« Reply #22 on: March 17, 2006, 05:25:13 AM »
On second thoughts it may have been wrestling like this:



This was called cornish wrestling where the opponents try to grab each other by the shirts. Henry VIII and Francois I famously had a go at each other at the field of the Cloth of Gold in 1520 (Francois won!). It was this form of wrestling that they used. I can well believe that Fitzroy took part in this sport, if his father had done.

It seems sensible to me to have the ears strapped down for this type of activity. Olympic wrestlers still wear ear protection.
« Last Edit: December 31, 1969, 06:00:00 PM by bell_the_cat »

Tsarina_Liz

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Re: Henry Fitzroy
« Reply #23 on: March 17, 2006, 09:15:34 AM »
Quote
 

People suffering from tuberculosis did not have themselves portrayed as invalids! If he had been suffering a flare up, as you say, and unable to button up his shirt (!), it would have been only too easy for the painter to paint on a suitable top.

Is it possible that this was the outfit men wore when playing tennis? That would explain the unusual hat (to protect the ears agains the hard balls).



The title alone "Duke of Richmond" shows that Henry at least considered the possibility - it had been Henry VII's title before he became king. Other titles given to Henry Fitzroy were Duke of Somerset and Lord Lieutenant of Ireland - at the time there were only a couple of other Dukes around.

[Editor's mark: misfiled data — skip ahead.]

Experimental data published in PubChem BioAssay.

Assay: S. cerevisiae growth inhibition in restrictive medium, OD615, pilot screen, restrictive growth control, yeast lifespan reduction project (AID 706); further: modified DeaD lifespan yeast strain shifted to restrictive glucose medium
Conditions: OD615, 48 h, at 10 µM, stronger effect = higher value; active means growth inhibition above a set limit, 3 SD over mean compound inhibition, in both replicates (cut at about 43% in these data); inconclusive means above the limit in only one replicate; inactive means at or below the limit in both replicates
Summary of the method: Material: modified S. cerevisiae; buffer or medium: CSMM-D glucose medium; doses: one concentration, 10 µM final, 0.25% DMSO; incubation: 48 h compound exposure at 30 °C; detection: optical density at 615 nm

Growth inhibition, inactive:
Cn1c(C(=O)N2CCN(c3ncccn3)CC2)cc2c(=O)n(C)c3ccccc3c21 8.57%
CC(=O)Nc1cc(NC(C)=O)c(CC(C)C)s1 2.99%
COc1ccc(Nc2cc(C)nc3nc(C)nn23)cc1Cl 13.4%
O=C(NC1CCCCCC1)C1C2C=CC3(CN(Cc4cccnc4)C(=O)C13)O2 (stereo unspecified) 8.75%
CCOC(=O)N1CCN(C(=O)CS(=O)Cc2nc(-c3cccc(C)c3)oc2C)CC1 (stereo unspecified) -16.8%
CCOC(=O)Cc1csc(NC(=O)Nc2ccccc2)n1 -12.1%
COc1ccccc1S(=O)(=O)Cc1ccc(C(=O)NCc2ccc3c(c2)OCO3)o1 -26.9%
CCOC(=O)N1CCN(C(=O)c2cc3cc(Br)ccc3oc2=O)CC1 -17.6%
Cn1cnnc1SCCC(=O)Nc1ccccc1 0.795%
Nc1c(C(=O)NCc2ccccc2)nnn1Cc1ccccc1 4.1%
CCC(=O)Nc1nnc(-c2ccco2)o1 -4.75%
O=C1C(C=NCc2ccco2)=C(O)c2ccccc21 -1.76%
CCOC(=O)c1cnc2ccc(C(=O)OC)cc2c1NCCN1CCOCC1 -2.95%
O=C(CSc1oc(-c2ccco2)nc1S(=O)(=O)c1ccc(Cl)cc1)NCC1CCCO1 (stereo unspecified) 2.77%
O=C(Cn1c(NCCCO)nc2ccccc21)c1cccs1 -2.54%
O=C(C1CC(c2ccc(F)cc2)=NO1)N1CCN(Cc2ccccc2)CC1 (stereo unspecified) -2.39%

The boy was known to be sick from the age of about thirteen on.  By the time this portrait was made,  it would be both realistic and appropriate to paint him in his nightshirt and embroidered nightcap.  Why bother making him look good when the world could tell that he was dying?  Also, this is a highly informal portrait (which were not popular at the time although later increased in popularity) which is why it may seem out of place in the grander Tudor pantheon of portraiture.  But the informality was certainly intentional.    

Giving his illegitimate son titles could have been a step towards making him the heir in the future (which he almost was before his untimely death).  But couldn't it also have been simply a way of making Richmond more eligible on the marriage market and therefore a tool for whatever foreign alliance Henry was leaning towards at the time?

bell_the_cat

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Re: Henry Fitzroy
« Reply #24 on: March 17, 2006, 10:06:03 AM »
Quote